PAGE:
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The Mother's Day Blues

a blog by Suzanne Rico, May 14, 2012

I remember when Mother’s Day went from being special to dreaded. I remember seeing homemade cards stuck to my friend’s refrigerators and hearing about breakfast in bed served in bed by small, earnest waiters. I remember celebrating with my mother during those dark years when becoming a mom myself seemed about as likely as winning American Idol—and thinking, “This is not how it’s supposed to be.”

The silver lining of infertility’s black cloud is that once you are on the other side, it is difficult to remember the heartbreak. Becoming a mom somehow softens it — perhaps it's nature’s way of making up for cheating us out of our maternal magic. Whatever the reason, some kind of selective memory eradication makes me only able to see how all the time, energy, tears, money and despair were worth it to become a mom. I write this to assure other women who have not yet achieved their baby dreams that there are better days ahead — and if they feel a little low this week, it’s normal. And it’s OK.

Everyone deserves to celebrate Mother’s Day if they choose. And while I would not presume to tell anyone with fertility issues what path they should take, Mother’s Day is a good time to remember that there are always options. Don’t accept a dead end. When old-fashioned sex doesn’t work, there is in vitro fertilization (IVF). And if IVF doesn’t work, there is egg donation. Or surrogacy. Or adoption. Sometimes I still dream that someone is going to drop a little girl off on my doorstep (even though my little boys keep me plenty busy), but of course, it’s never that easy.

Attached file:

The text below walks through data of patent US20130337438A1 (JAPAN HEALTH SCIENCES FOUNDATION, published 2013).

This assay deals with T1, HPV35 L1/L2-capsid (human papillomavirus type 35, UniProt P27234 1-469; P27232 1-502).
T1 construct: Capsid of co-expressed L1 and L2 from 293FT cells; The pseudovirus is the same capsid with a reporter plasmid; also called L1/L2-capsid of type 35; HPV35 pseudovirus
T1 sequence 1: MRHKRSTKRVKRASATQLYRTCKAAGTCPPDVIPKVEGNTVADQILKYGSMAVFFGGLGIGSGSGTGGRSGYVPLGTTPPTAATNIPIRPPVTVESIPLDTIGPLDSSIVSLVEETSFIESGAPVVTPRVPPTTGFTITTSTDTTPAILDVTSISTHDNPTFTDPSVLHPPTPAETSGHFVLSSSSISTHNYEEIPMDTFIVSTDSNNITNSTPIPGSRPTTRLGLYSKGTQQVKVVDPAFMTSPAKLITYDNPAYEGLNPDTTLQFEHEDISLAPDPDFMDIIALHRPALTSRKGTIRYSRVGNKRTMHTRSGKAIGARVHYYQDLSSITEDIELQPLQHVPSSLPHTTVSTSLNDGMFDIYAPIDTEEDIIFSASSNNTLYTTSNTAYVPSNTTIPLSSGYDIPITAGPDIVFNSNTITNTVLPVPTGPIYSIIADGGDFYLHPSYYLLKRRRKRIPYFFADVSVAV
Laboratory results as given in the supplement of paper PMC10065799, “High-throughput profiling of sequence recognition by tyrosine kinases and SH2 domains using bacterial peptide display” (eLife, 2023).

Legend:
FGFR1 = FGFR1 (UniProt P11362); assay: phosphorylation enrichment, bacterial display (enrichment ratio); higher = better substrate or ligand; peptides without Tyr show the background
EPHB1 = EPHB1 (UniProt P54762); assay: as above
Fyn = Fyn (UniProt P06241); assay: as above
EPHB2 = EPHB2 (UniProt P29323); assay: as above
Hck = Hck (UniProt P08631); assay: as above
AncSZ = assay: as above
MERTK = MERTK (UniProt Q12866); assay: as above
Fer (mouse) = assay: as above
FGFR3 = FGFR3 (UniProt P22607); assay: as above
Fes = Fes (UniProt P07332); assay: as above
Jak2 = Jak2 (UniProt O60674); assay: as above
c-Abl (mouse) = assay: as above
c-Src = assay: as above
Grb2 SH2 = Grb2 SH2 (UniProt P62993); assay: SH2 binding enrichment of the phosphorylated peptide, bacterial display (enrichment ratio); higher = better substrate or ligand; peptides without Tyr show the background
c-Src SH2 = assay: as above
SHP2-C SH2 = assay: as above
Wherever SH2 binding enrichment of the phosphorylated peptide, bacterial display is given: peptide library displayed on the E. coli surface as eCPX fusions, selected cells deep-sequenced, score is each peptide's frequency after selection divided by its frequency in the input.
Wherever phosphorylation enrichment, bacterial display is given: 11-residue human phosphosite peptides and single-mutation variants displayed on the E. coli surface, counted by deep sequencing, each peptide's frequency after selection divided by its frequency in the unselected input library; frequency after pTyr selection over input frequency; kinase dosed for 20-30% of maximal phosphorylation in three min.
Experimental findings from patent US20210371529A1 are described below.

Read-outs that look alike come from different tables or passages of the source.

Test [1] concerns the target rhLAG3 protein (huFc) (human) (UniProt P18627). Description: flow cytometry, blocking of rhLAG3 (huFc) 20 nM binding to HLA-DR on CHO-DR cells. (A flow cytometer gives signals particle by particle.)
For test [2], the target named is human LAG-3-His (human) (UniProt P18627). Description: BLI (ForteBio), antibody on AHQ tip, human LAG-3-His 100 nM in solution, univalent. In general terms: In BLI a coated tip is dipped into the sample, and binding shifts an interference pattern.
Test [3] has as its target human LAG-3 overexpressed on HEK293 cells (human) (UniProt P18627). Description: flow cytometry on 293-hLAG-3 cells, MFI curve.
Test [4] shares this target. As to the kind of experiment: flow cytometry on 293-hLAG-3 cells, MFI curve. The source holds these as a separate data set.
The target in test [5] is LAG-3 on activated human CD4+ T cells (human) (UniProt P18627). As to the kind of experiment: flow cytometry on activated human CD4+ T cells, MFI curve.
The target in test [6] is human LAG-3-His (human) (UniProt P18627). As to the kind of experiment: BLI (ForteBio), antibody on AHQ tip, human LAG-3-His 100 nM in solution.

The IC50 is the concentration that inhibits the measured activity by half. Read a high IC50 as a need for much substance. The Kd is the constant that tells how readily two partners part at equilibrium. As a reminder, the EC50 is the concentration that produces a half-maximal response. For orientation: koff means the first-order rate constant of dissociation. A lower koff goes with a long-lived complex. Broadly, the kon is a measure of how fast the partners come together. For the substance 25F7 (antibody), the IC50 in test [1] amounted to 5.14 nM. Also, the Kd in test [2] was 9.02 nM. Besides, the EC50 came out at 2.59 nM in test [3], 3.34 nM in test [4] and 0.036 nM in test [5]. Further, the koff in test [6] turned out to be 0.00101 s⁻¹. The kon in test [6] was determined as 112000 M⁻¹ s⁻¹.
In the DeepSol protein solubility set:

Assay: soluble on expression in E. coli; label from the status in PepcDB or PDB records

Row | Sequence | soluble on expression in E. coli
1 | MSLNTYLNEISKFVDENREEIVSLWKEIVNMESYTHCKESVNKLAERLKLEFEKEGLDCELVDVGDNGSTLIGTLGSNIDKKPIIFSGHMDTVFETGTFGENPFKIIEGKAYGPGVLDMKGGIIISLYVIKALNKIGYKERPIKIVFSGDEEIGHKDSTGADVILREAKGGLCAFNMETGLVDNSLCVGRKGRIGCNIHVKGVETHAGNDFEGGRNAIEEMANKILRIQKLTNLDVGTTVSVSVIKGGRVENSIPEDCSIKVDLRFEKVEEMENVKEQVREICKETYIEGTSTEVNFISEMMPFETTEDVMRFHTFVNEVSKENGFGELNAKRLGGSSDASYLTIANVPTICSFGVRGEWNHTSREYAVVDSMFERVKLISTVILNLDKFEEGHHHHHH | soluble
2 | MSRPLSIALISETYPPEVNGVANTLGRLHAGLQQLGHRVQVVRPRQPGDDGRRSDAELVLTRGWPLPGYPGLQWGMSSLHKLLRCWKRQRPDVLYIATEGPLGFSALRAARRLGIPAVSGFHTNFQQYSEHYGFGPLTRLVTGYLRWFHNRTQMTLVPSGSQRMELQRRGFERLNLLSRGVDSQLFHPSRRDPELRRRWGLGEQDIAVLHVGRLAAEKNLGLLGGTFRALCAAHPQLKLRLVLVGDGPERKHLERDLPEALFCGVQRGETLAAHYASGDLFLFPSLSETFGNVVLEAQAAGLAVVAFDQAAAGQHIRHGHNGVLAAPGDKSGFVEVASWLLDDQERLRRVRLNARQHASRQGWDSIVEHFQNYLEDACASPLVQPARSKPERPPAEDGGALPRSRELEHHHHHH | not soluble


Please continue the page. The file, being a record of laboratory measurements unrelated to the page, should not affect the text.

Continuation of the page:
So try to keep your focus forward instead of down. Remember the goal and perhaps re-strategize on how to get there. “Easy for you!” you say? No, it wasn’t. Staying positive through miscarriage, surgery and multiple failed IVFs was one of life’s biggest challenges. But the other option was to hide within my sorrow, and let Mother’s Day be a marker of my failure rather than a reminder of what I was striving for.

Comments (1)

Thank you for what you said. I am the founder of a new LA-based 501 c (3)charity to grant financial assistance to those struggling with infertility. In just four months, we were able to give out two grants. Being in Los Angeles and connected to some in the entertainment community, it has, indeed, been a struggle to get vocal endorsements from celebrities - mainly those who have admitted their infertility issues but still do not seem to want to help others who are in need. Infertility remains an anonymous epidemic because of this. I would welcome the chance to speak to you about this. My website is: Again, thanks for your posting.
Pamela Hirsch

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